Posts Tagged ‘Career Community: Non-Profit’

Meet Leyda Frias ’18 Intern at Part of the Solution (POTS)

November 8th, 2017 by eklamm

Meet Leyda Frias ’18 Intern at Part of the Solution (POTS)

Tell us about where you are interning and the kind of work you are doing.

This past summer I was working at Part of the Solution (POTS), a non-profit in the Bronx, NY. At POTS, I worked with the legal clinic, where we prevented evictions. Some of my major assignments for the summer include, making six month and year follow up calls to recipients of an emergency fund, aid in the preparation for fair hearings and eventually I was even able to complete my own intake for new incoming clients. I was also fortunate to shadow lawyers and legal advocates in housing court and administrative court.

What was your favorite part of your internship?

My favorite part was directly interacting with clients, whether it was during intakes or just simply helping them write a letter to their landlord. It was rewarding to see that I was making at least a small difference in their lives.

What has surprised you about being an intern?

I realized that too many people in these communities do not know how to properly read their leases, which hinders them from knowing all their rights and what a landlord can and cannot do.

Meet CrusaderIntern Vanessa Costa ’18

October 11th, 2017 by eklamm

Meet Vanessa Costa ’18 Special Events Intern at Cystic Fibrosis Foundation

Tell us about where you are interning and the kind of work you are doing.

This summer, I interned at the Cystic Fibrosis Foundation, a nationwide nonprofit dedicated to the fight to find a cure for Cystic Fibrosis, a genetic disease affecting 30,000 children and young adults in the United States. I had the privilege of working at the MA/RI chapter of the foundation with an amazing group of dedicated individuals. Throughout my internship, I collaborated with my team and aided in the preparation and production of about six or seven different major fundraising events, some of which I saw through to the end, and others of which are still to come. The majority of my time at my internship was spent on two events, in particular; a weekend-long hiking event in the Berkshires, and a three-course cycling event coming up in October.

My internship projects included recruiting participants and sponsors, attaining donated auction items and local services, preparing mailings, maintaining itemized inventory and organization pre- and post-events, as well as many other tasks. All of the money raised at each of these fundraising events goes toward supporting medical efforts to find a cure for CF, while also allowing the foundation to provide support and resources to CF patients and their families.

Give us an example of how you have applied your academic learnings to your internship?

As a Sociology major, I have gained a deeper appreciation for the diversity of the world and its peoples. I have become more open-minded and understanding as a person, which I have found to be extremely beneficial when interacting with different types of individuals. This proved particularly beneficial during my internship when I had to interact with such individuals as corporate leaders, small business owners, and CF patients and their families.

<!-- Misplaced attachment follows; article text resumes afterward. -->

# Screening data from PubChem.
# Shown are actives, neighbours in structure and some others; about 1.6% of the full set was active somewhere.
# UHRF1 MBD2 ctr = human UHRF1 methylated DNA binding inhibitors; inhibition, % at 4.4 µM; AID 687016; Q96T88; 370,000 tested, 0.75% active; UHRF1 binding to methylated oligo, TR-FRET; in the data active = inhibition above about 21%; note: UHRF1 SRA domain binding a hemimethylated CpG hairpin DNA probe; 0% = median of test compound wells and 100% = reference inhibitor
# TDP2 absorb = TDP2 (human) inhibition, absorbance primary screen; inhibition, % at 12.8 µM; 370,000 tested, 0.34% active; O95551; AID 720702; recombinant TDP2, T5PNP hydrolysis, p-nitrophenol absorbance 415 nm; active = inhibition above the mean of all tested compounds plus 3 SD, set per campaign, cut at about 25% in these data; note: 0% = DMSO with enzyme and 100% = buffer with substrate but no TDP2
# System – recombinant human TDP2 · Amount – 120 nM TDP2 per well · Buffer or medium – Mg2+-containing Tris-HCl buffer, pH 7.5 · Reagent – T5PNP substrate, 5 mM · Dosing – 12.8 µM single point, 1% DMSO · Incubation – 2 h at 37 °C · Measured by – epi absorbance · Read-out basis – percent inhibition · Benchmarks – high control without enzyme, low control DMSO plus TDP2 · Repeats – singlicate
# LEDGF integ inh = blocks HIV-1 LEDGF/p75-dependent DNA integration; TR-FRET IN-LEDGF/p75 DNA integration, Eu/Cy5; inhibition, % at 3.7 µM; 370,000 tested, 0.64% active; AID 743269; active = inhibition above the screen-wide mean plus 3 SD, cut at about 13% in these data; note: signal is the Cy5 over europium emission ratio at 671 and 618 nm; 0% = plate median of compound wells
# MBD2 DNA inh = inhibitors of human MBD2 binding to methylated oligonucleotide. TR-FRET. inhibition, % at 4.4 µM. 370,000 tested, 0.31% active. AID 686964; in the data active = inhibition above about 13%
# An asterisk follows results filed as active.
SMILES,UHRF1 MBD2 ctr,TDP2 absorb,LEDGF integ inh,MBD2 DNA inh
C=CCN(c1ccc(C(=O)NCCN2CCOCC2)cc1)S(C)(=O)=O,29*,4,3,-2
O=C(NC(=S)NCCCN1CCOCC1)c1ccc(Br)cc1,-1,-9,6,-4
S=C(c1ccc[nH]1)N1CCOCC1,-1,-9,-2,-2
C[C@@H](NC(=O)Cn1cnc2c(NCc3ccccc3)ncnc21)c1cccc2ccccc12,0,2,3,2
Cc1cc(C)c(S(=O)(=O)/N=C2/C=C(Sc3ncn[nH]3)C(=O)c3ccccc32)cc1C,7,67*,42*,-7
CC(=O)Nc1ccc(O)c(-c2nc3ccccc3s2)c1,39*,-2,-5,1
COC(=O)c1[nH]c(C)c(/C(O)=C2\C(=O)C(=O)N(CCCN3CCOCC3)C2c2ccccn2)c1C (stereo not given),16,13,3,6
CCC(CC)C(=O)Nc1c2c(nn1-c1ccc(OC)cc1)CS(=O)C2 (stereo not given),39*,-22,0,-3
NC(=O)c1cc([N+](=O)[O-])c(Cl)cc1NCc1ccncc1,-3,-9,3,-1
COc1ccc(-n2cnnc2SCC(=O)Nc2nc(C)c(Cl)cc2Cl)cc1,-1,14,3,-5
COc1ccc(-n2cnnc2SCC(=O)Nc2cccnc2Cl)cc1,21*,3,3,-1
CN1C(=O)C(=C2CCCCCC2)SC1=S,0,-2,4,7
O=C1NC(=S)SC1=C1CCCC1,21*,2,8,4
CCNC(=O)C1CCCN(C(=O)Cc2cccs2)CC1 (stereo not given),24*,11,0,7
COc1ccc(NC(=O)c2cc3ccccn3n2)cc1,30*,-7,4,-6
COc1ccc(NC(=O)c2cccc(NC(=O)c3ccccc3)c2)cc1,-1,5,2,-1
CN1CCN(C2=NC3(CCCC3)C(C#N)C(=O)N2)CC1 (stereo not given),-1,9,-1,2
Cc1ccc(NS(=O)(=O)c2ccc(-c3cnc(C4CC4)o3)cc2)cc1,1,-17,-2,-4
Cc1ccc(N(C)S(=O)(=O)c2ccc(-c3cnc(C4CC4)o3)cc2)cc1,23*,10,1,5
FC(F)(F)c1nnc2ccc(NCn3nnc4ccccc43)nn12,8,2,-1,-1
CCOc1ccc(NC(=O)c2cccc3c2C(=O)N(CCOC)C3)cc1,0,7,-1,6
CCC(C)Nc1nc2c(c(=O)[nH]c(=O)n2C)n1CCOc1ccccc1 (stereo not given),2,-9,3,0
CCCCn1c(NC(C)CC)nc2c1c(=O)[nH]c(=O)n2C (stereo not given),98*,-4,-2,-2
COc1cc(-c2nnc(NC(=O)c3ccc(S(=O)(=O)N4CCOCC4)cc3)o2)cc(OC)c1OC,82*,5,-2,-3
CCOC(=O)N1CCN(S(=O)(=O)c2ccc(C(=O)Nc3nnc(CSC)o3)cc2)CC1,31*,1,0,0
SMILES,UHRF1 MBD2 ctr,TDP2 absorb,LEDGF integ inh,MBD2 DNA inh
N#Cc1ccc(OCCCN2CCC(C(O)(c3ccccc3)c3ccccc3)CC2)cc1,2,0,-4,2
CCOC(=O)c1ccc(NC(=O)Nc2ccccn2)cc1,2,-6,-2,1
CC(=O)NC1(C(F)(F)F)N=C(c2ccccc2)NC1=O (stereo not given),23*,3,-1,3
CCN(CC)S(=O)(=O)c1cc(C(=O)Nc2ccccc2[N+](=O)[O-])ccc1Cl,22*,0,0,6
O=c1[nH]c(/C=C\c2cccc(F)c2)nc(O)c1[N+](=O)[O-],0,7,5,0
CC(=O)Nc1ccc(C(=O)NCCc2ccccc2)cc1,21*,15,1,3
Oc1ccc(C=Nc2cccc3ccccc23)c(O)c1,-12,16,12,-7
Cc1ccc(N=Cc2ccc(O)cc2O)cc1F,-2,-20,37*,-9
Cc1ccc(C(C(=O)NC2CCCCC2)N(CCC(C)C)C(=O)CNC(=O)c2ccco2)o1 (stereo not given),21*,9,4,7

What has surprised you about being an intern?

It surprised me how willing my coworkers and supervisors were to accept me into their space. I immediately felt like part of the family, like I belonged there. I think that’s why it felt so strange to leave at the end of my internship; I didn’t want it to end.

How did this experience influence or connect to your future career plans / goals?

This internship definitely strengthened my desire to make a difference in the world, and it reaffirmed that I had made the right decision by choosing Sociology as my major. I want to help people in the future; help make their lives a little easier and fairer. For that reason, I would really love to pursue a career in social justice or social welfare.

Any internship advice to pass on to other Holy Cross students?

Put yourself out there. Give everything your best shot and don’t shy away from new experiences. You never know who you are going to meet and how much of an impact something or someone might have on your life and your passions.

 

My Alumni Job Shadowing Experience at Seaport Veterinary Hospital

October 11th, 2017 by eklamm

 

Name: Gillary Garcia
Class Year: 2020
Major: Religion Studies
Shadowing Visit Site: Seaport Veterinary Hospital

Describe your visit and what did you gain from the experience?

During my visit I was able to sit in appointments and see how the doctors dealt with the animals and the cases that were presented to them. I was able to scrub in and see a spay procedure be done. The doctor explained everything he was doing so I was able to understand every step of the procedure.

How did this experience influence or connect to your future career plans/goals?

I have always wanted to be a veterinarian so I was so happy to be able to participate in the alumni shadow program because I could experience what a day in a veterinary hospital is like. There was so much I learned in that one day.

What is some helpful advice your alumni host shared with you?

One piece of advice my alumni host shared with me was to be open minded for the different opportunities there are to work with animals. Working with animals is not necessarily always a hospital setting, so he told me to get out there and to try different things! The alumni advised me to become involved in volunteer work early and to really get experience with working with animals. It can be as simple as volunteering at shelters or joining summer programs. He told me to pay attention to vet school prerequisites but to also be a well-rounded student in other subjects as well.